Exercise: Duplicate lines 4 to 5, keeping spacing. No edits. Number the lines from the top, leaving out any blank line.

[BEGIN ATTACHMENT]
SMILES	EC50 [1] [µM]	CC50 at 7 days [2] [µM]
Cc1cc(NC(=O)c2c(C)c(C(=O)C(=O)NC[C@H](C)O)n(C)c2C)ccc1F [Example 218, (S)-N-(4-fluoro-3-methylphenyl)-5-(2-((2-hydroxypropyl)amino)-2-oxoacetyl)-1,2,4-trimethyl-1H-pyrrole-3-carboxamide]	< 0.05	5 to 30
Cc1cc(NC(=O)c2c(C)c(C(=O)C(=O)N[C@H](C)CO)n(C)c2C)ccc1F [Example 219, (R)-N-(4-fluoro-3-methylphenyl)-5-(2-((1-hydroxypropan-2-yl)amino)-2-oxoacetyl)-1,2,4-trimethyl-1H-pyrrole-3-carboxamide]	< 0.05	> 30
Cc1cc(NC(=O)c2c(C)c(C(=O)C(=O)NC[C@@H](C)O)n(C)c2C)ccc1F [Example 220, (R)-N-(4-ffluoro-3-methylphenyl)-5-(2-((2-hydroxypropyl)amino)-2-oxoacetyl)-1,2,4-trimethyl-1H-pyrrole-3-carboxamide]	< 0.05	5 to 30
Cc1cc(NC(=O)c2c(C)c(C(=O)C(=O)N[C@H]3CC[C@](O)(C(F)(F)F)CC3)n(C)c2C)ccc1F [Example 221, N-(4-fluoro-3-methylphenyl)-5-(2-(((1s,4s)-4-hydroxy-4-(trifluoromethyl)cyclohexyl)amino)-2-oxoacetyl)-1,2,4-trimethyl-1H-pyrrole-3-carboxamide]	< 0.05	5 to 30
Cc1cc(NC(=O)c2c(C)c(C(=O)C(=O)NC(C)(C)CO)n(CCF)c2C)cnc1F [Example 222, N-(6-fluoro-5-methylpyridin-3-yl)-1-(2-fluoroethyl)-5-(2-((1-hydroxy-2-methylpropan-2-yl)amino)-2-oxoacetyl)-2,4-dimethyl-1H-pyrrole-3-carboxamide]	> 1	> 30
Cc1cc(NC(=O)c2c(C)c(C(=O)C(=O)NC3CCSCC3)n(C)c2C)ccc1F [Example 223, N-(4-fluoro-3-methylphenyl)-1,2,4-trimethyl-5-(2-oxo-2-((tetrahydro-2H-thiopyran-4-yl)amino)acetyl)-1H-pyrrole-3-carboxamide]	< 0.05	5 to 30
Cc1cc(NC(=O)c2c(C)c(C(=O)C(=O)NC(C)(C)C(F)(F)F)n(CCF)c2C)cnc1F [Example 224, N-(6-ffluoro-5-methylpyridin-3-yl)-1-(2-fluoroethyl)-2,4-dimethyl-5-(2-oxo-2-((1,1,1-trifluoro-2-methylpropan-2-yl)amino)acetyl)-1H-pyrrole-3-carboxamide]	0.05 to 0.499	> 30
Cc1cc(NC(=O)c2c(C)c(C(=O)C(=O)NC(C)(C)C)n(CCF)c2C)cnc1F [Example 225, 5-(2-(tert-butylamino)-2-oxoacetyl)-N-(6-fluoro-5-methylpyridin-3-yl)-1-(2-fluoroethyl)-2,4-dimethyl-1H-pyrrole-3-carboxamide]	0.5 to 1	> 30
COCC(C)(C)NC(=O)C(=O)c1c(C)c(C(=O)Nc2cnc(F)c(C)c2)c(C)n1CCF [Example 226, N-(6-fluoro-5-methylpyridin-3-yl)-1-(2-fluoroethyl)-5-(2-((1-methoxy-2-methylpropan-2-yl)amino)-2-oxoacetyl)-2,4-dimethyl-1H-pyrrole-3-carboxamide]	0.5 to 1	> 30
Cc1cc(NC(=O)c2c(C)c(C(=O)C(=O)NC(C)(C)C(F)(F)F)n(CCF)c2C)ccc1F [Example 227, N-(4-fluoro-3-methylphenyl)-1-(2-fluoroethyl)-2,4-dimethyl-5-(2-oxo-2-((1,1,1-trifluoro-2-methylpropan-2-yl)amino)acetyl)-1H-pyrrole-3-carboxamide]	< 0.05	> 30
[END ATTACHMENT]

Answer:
Cc1cc(NC(=O)c2c(C)c(C(=O)C(=O)NC[C@@H](C)O)n(C)c2C)ccc1F [Example 220, (R)-N-(4-ffluoro-3-methylphenyl)-5-(2-((2-hydroxypropyl)amino)-2-oxoacetyl)-1,2,4-trimethyl-1H-pyrrole-3-carboxamide]	< 0.05	5 to 30
Cc1cc(NC(=O)c2c(C)c(C(=O)C(=O)N[C@H]3CC[C@](O)(C(F)(F)F)CC3)n(C)c2C)ccc1F [Example 221, N-(4-fluoro-3-methylphenyl)-5-(2-(((1s,4s)-4-hydroxy-4-(trifluoromethyl)cyclohexyl)amino)-2-oxoacetyl)-1,2,4-trimethyl-1H-pyrrole-3-carboxamide]	< 0.05	5 to 30